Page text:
Aboriginal Youth are the fastest growing demographic in Canada. This new generation of young Aboriginal people are actively shaping the present and future, and OLPC Canada acts as a vehicle to provide them with the technological tools they need to succeed.
To date, 3600 laptops have been distributed to Aboriginal youth in 7 provinces and 2 territories. Please see the program map for locations and visit the OLPC Canada blog for regular reports from the field.
Weledeh Catholic School
Urban location in Yellowknife
Simon Alaittuq School
Inuit community of Rankin Inlet
Ahousaht First Nation, Ahousaht
Gift Lake School
Métis Settlement, Gift Lake
Ochapowace First Nation, Whitewood
Home of OLPC Canada’s Technical Coordinator Justin Bear
Ochapowace First Nation
Otetiskiwin Kiskinwamahtowekamik (O.K. School)
Nisichawayasihk Cree Nation, Nelson House
John C. Yesno Education Centre
Eabametoong First Nation, Eabamet Lake
J.R. Nakogee School
Attawapiskat First Nation, Attawapiskat
Kawenni:io Elementary School
Six Nations of the Grand River, Hagersville
Lloyd S. King Elementary
Mississaugas of the New Credit First Nation, Hagersville
Whitefish River First Nation, Birch Island
Fort Albany, Ontario
Inuit community of Kangiqsualujjuaq, Nunavik
Newfoundland and Labrador
Jens Haven Memorial School
Inuit community of Nain, Labrador
Customized Learning Activities
OLPC Canada offers customized learning activities to address some of the challenges facing Aboriginal youth in Canada including literacy, physical health and mental health. Various experts have collaborated on the development of these activities and their support is greatly appreciated.
Owl Vision – Literacy
With progressive layers of difficulty, 60 activities take young users from basic knowledge of the alphabet through simple reading and writing and on to more complex comprehension and understanding. The program includes vowel and consonant recognition, word matching, sounds, and comprehension. Designed by Ekomini, the program awards points and allows children to track their scores as they would in an online game.
The Meeting Place – Mental Health, Substance Use and Well-Being
Using an interactive map quest, The Meeting Place addresses a variety of topics including: bullying, smoking, alcohol, solvents, family violence, suicide, drugs, depression and anxiety. The map walks children down paths that they may encounter in their own communities and daily lives, and introduces them to community settings and characters that represent lessons to be learned about making good choices. Content and functionality helps children identify where to go for help in various scenarios. Intended for children aged 10 and older, this program was developed and designed by CAMH in partnership with Bitcasters.
Swift Feet – Physical Fitness
A high energy and up-beat action program, Swift Feet encourages children to be active. 20 different exercises and 10 different dances set to music take users through high, moderate and low impact movements. A post-session quiz assesses each child’s knowledge of physical fitness and helps measure knowledge retention and improvement. This program was designed by ParticipACTION Canada in cooperation with Ophea.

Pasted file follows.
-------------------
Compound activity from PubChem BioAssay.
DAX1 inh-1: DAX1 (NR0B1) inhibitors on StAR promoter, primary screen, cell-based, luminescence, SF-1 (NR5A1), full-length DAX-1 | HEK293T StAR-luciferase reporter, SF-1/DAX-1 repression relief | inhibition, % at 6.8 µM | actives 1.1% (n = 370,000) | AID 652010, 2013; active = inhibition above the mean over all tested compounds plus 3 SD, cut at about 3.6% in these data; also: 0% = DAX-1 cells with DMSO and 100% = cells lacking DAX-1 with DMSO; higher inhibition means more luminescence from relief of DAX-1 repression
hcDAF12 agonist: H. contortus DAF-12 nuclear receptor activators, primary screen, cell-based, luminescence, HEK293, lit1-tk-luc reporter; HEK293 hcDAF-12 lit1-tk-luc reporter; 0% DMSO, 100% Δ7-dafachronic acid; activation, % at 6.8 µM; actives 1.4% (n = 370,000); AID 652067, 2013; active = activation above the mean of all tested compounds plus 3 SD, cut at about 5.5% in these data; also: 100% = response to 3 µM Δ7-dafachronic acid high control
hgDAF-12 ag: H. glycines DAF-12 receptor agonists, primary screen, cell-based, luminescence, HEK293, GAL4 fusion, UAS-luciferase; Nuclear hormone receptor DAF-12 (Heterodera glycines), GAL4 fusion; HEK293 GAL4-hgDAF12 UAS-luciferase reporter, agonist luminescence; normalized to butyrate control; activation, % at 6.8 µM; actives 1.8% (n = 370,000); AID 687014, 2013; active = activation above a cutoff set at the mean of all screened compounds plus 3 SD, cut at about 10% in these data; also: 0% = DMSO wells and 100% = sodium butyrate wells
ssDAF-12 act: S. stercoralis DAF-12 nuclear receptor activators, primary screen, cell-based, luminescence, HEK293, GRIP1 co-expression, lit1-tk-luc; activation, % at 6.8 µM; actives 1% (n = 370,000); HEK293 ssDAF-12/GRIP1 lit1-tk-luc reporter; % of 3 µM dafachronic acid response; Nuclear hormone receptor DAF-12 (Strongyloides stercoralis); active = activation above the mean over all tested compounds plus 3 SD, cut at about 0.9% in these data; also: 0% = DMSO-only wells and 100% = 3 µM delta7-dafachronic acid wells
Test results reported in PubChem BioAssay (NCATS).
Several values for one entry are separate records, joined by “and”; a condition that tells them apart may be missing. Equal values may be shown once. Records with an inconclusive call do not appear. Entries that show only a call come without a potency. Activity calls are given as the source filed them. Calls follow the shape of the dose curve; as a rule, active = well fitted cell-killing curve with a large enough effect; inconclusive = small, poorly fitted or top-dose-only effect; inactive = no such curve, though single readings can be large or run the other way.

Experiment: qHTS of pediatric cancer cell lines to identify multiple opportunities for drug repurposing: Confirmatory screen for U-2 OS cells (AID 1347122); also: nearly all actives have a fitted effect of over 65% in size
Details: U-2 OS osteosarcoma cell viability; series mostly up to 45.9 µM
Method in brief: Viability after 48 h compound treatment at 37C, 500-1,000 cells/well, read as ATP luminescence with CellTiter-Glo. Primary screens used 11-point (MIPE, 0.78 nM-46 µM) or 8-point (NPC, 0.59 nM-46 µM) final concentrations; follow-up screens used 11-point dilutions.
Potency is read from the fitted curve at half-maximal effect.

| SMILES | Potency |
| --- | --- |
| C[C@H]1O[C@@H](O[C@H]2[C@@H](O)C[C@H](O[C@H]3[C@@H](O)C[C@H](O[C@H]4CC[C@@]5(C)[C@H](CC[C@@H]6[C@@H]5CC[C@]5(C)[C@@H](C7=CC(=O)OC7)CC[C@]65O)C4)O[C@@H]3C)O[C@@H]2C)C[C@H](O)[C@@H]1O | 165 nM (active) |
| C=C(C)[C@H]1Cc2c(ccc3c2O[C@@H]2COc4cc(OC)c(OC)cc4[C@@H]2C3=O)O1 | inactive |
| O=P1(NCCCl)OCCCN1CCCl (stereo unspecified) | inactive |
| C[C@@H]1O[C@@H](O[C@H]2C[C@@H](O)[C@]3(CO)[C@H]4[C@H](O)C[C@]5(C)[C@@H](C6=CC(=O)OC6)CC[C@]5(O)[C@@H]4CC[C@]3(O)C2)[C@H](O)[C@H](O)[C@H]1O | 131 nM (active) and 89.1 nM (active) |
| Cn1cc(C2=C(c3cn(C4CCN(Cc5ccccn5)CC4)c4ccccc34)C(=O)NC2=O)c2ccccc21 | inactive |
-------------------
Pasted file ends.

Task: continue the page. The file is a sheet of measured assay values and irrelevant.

Ekominiville – Financial Literacy
The basics of money management are offered through a series of activities and games addressing investment, want versus need, saving and the value of money. Children must manoeuvre through a small town with 4 different characters, gaining points along the way and experiencing various scenarios such as operating an ice cream business, work around the home, banking money and giving back to their community. This program was designed by Ekomini.
Healthy Heart – Food and Nutrition
Based on Canada’s Aboriginal Food Guide Healthy Heart helps children assess their recommended daily intake of food. Stylized bear avatars teach children to act as “chefs” to choose food from a menu that represents the correct daily intake and prepare meals for their customers, all while learning more about healthy eating. Canada’s Aboriginal Food Guide was provided by Health Canada.
Drum Beats – Science of Sound
Buffy Sainte-Marie walks children through the Nature of Sound and Native American/Aboriginal Instruments in order to introduce children to what sound is, the characteristic of sound, wavelengths and how sound travels. Hands-on experiments and a vocabulary resource provide students with a working knowledge of words and meaning, as well as an understanding of Indigenous, Aboriginal, Native American music and sound terminology. This program was modified for OLPC Canada by Buffy Sainte-Marie.
Future Generation – Virtual Library
Recognizing the importance of preserving stories and Aboriginal languages, the XO contains 25 books written by First Nation, Métis and Inuit authors. Some books are offered in various Aboriginal languages and one book is fully narrated. Children can choose any book in the library and read on their laptop by using the arrow keys on the keyboard to turn pages. This section was developed in consultation with GoodMinds.com.
Calm Waters – Water Safety
Through stories about frozen and free-flowing water, children learn the importance of safe water behaviour and begin to understand what can happen if poor choices are made. Quizzes test comprehension and emphasize good water safety choices. This program was designed by Safe Kids Canada.